I’m not including the usual stuff everyone has, like power meters, test screens, screw drivers etc., because that would be both obvious and boring. What I’m listing here are the things that all those years ago, as I opened my first PC case, I never realised would become my new best friends.
5. Post-it Notes
The computer has a password, slap it on a post-it. The computer is awaiting parts, slap it on a post-it. The computer has its COA in an inaccessible place, slap it on a post-it. You have to leave the repair at a complicated place while you go and rescue your cat/dog/mother from up a tree, slap it on a post-it. You need to remember how much the parts cost before handing it over to accounts, slap it on a post-it.
They really are essential and need to be neon, the brighter the better.
4. My Trusty Bead Tray
A see-through, plastic, bead tray split into 32 tiny square compartments, with a lid that locks closed tight enough that not even the tiniest ipod screw can exit its designated square. I haven’t lost a screw since I got it, apart from the odd one I dropped on the floor and I’m working on a spider powered metal detector to solve that one.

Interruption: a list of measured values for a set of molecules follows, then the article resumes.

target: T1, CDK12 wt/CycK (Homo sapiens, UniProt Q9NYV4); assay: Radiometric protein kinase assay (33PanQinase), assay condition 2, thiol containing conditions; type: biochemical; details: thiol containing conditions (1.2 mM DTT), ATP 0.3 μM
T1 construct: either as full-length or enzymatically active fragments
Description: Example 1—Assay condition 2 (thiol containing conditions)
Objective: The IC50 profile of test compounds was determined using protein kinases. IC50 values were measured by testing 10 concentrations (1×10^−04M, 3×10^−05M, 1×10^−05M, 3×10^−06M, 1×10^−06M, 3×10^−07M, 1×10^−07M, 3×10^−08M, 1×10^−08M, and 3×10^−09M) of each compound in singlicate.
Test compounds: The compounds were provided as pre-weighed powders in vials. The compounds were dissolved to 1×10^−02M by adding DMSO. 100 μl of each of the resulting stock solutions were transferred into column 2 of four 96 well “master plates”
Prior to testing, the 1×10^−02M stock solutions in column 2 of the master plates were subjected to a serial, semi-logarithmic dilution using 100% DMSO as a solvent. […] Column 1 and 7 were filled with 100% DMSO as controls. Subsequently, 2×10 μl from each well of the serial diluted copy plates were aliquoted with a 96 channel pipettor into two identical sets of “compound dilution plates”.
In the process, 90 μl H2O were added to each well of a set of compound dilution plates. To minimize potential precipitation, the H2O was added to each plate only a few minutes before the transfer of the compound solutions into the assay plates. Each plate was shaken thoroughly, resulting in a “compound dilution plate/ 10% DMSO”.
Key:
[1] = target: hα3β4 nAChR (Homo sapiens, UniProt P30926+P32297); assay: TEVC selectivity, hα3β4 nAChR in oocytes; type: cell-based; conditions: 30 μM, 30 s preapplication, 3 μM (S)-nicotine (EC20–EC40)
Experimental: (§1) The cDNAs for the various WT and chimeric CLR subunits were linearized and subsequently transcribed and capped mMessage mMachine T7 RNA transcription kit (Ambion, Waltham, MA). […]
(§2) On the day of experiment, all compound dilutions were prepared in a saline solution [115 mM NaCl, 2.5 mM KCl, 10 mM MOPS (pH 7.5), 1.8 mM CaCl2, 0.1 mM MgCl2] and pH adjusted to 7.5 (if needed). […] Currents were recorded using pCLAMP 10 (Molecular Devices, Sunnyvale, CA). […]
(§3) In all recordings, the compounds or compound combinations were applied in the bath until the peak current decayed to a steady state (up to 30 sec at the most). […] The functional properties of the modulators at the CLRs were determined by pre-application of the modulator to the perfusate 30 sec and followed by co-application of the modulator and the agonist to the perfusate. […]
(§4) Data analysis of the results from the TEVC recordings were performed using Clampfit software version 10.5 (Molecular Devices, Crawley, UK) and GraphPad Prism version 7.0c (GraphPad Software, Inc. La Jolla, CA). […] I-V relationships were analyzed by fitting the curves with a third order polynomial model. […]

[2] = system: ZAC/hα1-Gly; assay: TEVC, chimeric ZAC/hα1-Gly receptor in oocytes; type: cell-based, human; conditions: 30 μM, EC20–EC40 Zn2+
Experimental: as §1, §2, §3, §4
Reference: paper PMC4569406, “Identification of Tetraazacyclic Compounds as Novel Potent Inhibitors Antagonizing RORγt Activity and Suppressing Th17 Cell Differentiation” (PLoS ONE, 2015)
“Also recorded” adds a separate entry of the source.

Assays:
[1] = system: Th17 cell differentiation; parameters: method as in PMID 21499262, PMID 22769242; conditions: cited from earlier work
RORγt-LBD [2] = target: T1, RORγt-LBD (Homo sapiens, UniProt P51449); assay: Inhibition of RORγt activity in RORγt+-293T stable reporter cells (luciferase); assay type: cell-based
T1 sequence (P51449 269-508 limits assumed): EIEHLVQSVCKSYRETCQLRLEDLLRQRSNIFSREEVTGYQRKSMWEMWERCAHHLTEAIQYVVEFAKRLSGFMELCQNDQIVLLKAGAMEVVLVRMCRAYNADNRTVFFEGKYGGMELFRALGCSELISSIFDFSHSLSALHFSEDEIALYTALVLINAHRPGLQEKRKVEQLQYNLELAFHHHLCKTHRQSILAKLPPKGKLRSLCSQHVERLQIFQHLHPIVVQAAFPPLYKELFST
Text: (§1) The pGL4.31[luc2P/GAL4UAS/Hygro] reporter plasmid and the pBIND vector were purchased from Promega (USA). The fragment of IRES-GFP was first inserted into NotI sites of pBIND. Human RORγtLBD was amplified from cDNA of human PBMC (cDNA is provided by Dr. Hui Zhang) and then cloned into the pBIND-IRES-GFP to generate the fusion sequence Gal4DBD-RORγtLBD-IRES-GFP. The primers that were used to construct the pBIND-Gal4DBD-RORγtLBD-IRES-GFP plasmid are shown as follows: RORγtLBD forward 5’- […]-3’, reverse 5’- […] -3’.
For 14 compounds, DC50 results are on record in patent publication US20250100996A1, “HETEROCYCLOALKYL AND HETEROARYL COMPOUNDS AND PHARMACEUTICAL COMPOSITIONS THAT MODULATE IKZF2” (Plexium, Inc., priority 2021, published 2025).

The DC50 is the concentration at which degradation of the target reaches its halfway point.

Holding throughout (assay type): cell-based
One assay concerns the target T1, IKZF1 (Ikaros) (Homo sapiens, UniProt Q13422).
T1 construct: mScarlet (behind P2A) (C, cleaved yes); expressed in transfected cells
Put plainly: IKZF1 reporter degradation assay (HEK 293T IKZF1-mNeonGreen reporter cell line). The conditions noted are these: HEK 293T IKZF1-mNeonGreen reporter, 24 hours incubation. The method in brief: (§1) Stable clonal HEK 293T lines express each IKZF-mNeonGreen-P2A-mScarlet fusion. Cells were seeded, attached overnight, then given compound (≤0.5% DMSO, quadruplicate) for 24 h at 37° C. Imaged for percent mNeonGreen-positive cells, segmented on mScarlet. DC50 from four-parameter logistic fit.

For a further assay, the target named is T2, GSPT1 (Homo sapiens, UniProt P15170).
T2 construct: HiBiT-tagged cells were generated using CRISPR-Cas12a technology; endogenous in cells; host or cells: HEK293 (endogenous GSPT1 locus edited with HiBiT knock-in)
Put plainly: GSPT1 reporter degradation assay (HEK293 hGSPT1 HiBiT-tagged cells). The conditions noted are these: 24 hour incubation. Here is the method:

3. Plastic iPod Openers/Pry Tools
I buy these in bulk, they are fabulous for jabbing into anything you don’t want to leave scratches on. Especially those laptop keyboard bevels you usually need to lever off before you can get at any of the juicy bits. I admit, sometimes you need a bit of screwdriver powered brute force and ignorance, but, if you want to leave a laptop/iPhone/remote control exactly as you found it, they are the business.
2. Heavy-Based Solar Powered Light
The ones they sell at Ikea are ideal. In the past I have used torches, head-band lights and glow-sticks, in fact everything but naked flame, but nothing beats one of these. The base stays exactly where you put it, without tipping, while you bend and wiggle the long neck to direct the light just where you need it. No wires, no batteries either, and when you’ve finished you just pop it on the windowsill and it’s soon ready for yet another wrestle with a motherboard’s f-panel connectors.
1. Nail Varnish Remover
The cheaper and nastier the better. You really don’t want anything that is kind to hands. It cleans off the nastiest gunk, it removes years old permanent marks from unsuitably graffitied plastic monitors and cases, it cleans up dried-on thermal paste in seconds, removes labels and evaporates instantly. Not for use in enclosed spaces I admit, but there is no way I could ever manage without it.